Every new version of Windows has included interface changes. Most of these have been minor -- an icon moved here, a toolbar added there. Windows 8 will be different, using a completely new Metro interface as the primary environment and removing important elements like the Start menu from the older but still accessible "desktop" interface. Even IT pros may need to do some Web searching to figure out some features. What questions will your workers have, and will you have the answers?
Windows 8, especially the Metro interface, was designed for touchscreens. Using a pointing device like a mouse or a touchpad is generally less intuitive and more difficult than using touch-based gestures. There are usually multiple ways to accomplish a task in Windows, so the ones mentioned below may not be the only alternatives. Also, this is a preview of Windows 8, features and the way they are accessed may change in the final release. With all that in mind, here are answers to some of the basic questions workers will be asking their first day using Windows 8.
[ Also on InfoWorld: J. Peter Bruzzese, a steadfast Microsoft loyalist, finds himself horrified by Windows 8 Consumer Preview | Windows 8 is coming, and InfoWorld can help you get ready with the Windows 8 Deep Dive PDF special report, which explains Microsoft's bold new direction for Windows, the new Metro interface for tablet and desktop apps, the transition from Windows 7, and more. | Stay abreast of key Microsoft technologies in our Technology: Microsoft newsletter. ]
How do I log on?
Unless you're the one installing Windows 8, the first thing you're likely to see on a Windows 8 device is a scenic background with an overlaid clock. Similar to using CTR+ALT+DEL to access the logon screen in previous version of Windows, to expose the logon screen in Windows 8 either swipe (slide your finger across a touchscreen) or drag (click and move with a pointing device) the Lock screen upward.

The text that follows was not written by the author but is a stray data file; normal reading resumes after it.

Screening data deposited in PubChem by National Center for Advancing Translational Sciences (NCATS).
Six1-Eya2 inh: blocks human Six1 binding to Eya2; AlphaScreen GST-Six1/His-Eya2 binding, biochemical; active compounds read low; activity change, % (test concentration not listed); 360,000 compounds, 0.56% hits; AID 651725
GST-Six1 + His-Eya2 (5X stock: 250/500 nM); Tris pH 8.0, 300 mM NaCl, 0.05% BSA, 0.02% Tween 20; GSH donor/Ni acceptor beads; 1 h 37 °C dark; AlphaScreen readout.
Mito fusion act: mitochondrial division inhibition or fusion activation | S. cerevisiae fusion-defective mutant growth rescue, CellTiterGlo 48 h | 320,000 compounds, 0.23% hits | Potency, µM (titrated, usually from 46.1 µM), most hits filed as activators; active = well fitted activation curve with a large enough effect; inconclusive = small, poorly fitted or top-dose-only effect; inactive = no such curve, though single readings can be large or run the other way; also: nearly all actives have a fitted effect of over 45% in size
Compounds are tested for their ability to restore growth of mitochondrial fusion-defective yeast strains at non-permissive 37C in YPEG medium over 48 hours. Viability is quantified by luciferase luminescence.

Where is the Start menu?
The Start menu is gone, no longer a part of Windows. Instead, your starting point will be the Metro interface Start screen, comprised of smart "tiles" that act like desktop shortcuts and can contain all sorts of information related to a program, such as listing your latest email messages, upcoming calendar appointments, or incoming chats.
How do I get back to Metro?
If you're in the desktop interface, either by choice or because you opened a desktop app, returning to the Start screen isn't intuitive. To get back to Metro, open the Charms Bar by either swiping in from the right edge of a touchscreen or moving your pointer to the lower-right corner. From the vertical menu that appears select the Start icon which will take you to Metro's Start screen.
Where are my apps?
Some of your apps are shown as tiles on the Start screen. If you don't see what you need there, open the Charms Bar and select search. This will reveal an Apps screen that you can scroll or swipe through, or you can type within the search bar to see apps and other content related to your search.